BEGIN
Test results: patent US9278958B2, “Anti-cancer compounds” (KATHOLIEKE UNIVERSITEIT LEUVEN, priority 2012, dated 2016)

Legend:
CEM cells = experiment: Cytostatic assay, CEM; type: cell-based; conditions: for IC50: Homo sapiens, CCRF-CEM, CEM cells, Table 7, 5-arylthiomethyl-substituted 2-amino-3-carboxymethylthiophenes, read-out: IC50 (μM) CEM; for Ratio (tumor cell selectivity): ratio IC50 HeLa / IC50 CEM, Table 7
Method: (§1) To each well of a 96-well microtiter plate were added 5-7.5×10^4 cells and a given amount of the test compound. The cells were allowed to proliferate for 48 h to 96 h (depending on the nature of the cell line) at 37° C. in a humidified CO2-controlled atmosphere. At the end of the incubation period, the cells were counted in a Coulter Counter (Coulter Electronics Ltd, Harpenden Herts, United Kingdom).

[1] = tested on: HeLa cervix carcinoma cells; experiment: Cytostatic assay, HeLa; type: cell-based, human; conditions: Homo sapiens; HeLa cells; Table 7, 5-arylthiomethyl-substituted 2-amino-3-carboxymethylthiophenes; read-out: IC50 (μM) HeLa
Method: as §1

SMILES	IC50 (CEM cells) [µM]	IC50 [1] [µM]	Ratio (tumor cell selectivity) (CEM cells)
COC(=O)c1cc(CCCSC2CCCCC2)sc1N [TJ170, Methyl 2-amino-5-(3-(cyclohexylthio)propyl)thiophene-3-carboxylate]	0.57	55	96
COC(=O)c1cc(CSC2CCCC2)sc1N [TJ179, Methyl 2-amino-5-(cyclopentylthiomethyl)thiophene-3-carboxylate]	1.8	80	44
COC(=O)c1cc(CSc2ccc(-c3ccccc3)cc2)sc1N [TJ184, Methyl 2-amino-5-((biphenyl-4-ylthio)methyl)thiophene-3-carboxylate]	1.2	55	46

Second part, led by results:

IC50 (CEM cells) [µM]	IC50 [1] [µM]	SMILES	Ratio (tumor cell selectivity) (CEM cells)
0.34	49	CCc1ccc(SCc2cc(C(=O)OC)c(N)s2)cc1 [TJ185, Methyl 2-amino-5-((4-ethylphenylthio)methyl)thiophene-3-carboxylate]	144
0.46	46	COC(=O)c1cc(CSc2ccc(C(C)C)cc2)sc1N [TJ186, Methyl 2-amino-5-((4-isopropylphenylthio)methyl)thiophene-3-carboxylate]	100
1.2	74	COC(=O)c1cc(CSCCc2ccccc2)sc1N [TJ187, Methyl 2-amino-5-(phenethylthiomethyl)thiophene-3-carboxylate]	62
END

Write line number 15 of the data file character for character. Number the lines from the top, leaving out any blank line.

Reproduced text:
1.2	74	COC(=O)c1cc(CSCCc2ccccc2)sc1N [TJ187, Methyl 2-amino-5-(phenethylthiomethyl)thiophene-3-carboxylate]	62